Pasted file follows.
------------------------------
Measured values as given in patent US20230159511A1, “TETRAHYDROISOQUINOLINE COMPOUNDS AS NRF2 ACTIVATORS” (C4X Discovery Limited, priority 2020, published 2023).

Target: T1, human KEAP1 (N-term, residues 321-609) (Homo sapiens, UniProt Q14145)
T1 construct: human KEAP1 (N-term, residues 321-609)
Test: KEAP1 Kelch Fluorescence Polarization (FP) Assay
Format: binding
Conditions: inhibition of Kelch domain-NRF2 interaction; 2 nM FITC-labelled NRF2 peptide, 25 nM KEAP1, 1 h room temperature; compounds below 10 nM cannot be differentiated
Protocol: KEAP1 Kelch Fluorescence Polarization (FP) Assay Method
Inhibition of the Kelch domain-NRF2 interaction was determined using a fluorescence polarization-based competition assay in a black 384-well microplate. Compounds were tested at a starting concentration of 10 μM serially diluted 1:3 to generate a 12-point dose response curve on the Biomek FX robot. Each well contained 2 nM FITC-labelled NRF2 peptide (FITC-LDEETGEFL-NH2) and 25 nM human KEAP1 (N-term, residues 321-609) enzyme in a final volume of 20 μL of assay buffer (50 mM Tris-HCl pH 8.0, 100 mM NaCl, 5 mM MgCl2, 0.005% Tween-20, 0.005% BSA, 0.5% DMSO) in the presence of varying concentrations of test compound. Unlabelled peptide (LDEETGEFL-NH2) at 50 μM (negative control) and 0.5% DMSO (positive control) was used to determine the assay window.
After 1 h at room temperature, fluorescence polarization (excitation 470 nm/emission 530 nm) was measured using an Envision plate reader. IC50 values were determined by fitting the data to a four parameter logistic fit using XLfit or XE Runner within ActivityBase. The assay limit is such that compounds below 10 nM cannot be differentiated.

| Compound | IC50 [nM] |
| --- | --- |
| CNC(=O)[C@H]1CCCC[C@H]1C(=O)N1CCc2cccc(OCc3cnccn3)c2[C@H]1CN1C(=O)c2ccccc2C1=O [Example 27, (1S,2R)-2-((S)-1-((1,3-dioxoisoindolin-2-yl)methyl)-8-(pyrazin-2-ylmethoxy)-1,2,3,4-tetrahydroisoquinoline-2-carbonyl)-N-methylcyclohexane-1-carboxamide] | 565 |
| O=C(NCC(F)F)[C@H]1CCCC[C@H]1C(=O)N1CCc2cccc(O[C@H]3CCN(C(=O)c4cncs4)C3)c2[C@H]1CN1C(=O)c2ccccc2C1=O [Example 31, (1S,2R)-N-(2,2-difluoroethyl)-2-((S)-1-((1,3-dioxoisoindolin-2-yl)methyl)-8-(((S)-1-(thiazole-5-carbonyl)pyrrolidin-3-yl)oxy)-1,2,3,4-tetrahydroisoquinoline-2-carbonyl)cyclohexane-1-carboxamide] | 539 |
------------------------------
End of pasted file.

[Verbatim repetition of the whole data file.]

Measured values as given in patent US20230159511A1, “TETRAHYDROISOQUINOLINE COMPOUNDS AS NRF2 ACTIVATORS” (C4X Discovery Limited, priority 2020, published 2023).

Target: T1, human KEAP1 (N-term, residues 321-609) (Homo sapiens, UniProt Q14145)
T1 construct: human KEAP1 (N-term, residues 321-609)
Test: KEAP1 Kelch Fluorescence Polarization (FP) Assay
Format: binding
Conditions: inhibition of Kelch domain-NRF2 interaction; 2 nM FITC-labelled NRF2 peptide, 25 nM KEAP1, 1 h room temperature; compounds below 10 nM cannot be differentiated
Protocol: KEAP1 Kelch Fluorescence Polarization (FP) Assay Method
Inhibition of the Kelch domain-NRF2 interaction was determined using a fluorescence polarization-based competition assay in a black 384-well microplate. Compounds were tested at a starting concentration of 10 μM serially diluted 1:3 to generate a 12-point dose response curve on the Biomek FX robot. Each well contained 2 nM FITC-labelled NRF2 peptide (FITC-LDEETGEFL-NH2) and 25 nM human KEAP1 (N-term, residues 321-609) enzyme in a final volume of 20 μL of assay buffer (50 mM Tris-HCl pH 8.0, 100 mM NaCl, 5 mM MgCl2, 0.005% Tween-20, 0.005% BSA, 0.5% DMSO) in the presence of varying concentrations of test compound. Unlabelled peptide (LDEETGEFL-NH2) at 50 μM (negative control) and 0.5% DMSO (positive control) was used to determine the assay window.
After 1 h at room temperature, fluorescence polarization (excitation 470 nm/emission 530 nm) was measured using an Envision plate reader. IC50 values were determined by fitting the data to a four parameter logistic fit using XLfit or XE Runner within ActivityBase. The assay limit is such that compounds below 10 nM cannot be differentiated.

| Compound | IC50 [nM] |
| --- | --- |
| CNC(=O)[C@H]1CCCC[C@H]1C(=O)N1CCc2cccc(OCc3cnccn3)c2[C@H]1CN1C(=O)c2ccccc2C1=O [Example 27, (1S,2R)-2-((S)-1-((1,3-dioxoisoindolin-2-yl)methyl)-8-(pyrazin-2-ylmethoxy)-1,2,3,4-tetrahydroisoquinoline-2-carbonyl)-N-methylcyclohexane-1-carboxamide] | 565 |
| O=C(NCC(F)F)[C@H]1CCCC[C@H]1C(=O)N1CCc2cccc(O[C@H]3CCN(C(=O)c4cncs4)C3)c2[C@H]1CN1C(=O)c2ccccc2C1=O [Example 31, (1S,2R)-N-(2,2-difluoroethyl)-2-((S)-1-((1,3-dioxoisoindolin-2-yl)methyl)-8-(((S)-1-(thiazole-5-carbonyl)pyrrolidin-3-yl)oxy)-1,2,3,4-tetrahydroisoquinoline-2-carbonyl)cyclohexane-1-carboxamide] | 539 |